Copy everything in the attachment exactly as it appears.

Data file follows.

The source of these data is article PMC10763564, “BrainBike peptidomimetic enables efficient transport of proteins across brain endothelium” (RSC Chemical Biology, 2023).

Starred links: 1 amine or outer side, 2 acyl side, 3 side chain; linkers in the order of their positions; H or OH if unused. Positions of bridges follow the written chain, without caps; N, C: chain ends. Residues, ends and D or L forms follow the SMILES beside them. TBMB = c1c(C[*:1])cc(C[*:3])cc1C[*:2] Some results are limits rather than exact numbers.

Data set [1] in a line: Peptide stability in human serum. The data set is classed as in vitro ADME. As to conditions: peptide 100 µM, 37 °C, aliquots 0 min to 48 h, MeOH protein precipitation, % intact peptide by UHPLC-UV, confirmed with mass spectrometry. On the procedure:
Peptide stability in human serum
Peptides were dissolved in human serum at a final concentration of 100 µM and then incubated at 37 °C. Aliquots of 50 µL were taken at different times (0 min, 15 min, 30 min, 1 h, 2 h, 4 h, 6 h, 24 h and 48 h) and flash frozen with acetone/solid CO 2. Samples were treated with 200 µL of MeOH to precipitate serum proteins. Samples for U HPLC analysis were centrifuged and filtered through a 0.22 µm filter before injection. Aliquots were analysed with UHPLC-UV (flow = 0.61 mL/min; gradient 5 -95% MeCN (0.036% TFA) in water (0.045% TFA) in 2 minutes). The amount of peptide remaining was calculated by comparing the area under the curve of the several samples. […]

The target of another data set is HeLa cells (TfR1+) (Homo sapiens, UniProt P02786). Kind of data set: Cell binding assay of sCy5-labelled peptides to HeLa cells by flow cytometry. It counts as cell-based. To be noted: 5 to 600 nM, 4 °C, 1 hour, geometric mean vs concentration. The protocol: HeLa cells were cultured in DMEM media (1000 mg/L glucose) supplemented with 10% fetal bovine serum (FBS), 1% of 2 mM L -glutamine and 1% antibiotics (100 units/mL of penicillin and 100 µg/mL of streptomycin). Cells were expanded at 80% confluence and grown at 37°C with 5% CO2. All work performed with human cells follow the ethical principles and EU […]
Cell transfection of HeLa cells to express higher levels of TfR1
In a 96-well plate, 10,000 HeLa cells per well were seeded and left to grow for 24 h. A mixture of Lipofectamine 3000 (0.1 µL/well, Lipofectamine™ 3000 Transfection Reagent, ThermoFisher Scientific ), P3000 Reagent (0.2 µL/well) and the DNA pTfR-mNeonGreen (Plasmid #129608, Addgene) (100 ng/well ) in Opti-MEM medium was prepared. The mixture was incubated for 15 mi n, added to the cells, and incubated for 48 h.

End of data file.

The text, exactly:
The source of these data is article PMC10763564, “BrainBike peptidomimetic enables efficient transport of proteins across brain endothelium” (RSC Chemical Biology, 2023).

Starred links: 1 amine or outer side, 2 acyl side, 3 side chain; linkers in the order of their positions; H or OH if unused. Positions of bridges follow the written chain, without caps; N, C: chain ends. Residues, ends and D or L forms follow the SMILES beside them. TBMB = c1c(C[*:1])cc(C[*:3])cc1C[*:2] Some results are limits rather than exact numbers.

Data set [1] in a line: Peptide stability in human serum. The data set is classed as in vitro ADME. As to conditions: peptide 100 µM, 37 °C, aliquots 0 min to 48 h, MeOH protein precipitation, % intact peptide by UHPLC-UV, confirmed with mass spectrometry. On the procedure:
Peptide stability in human serum
Peptides were dissolved in human serum at a final concentration of 100 µM and then incubated at 37 °C. Aliquots of 50 µL were taken at different times (0 min, 15 min, 30 min, 1 h, 2 h, 4 h, 6 h, 24 h and 48 h) and flash frozen with acetone/solid CO 2. Samples were treated with 200 µL of MeOH to precipitate serum proteins. Samples for U HPLC analysis were centrifuged and filtered through a 0.22 µm filter before injection. Aliquots were analysed with UHPLC-UV (flow = 0.61 mL/min; gradient 5 -95% MeCN (0.036% TFA) in water (0.045% TFA) in 2 minutes). The amount of peptide remaining was calculated by comparing the area under the curve of the several samples. […]

The target of another data set is HeLa cells (TfR1+) (Homo sapiens, UniProt P02786). Kind of data set: Cell binding assay of sCy5-labelled peptides to HeLa cells by flow cytometry. It counts as cell-based. To be noted: 5 to 600 nM, 4 °C, 1 hour, geometric mean vs concentration. The protocol: HeLa cells were cultured in DMEM media (1000 mg/L glucose) supplemented with 10% fetal bovine serum (FBS), 1% of 2 mM L -glutamine and 1% antibiotics (100 units/mL of penicillin and 100 µg/mL of streptomycin). Cells were expanded at 80% confluence and grown at 37°C with 5% CO2. All work performed with human cells follow the ethical principles and EU […]
Cell transfection of HeLa cells to express higher levels of TfR1
In a 96-well plate, 10,000 HeLa cells per well were seeded and left to grow for 24 h. A mixture of Lipofectamine 3000 (0.1 µL/well, Lipofectamine™ 3000 Transfection Reagent, ThermoFisher Scientific ), P3000 Reagent (0.2 µL/well) and the DNA pTfR-mNeonGreen (Plasmid #129608, Addgene) (100 ng/well ) in Opti-MEM medium was prepared. The mixture was incubated for 15 mi n, added to the cells, and incubated for 48 h.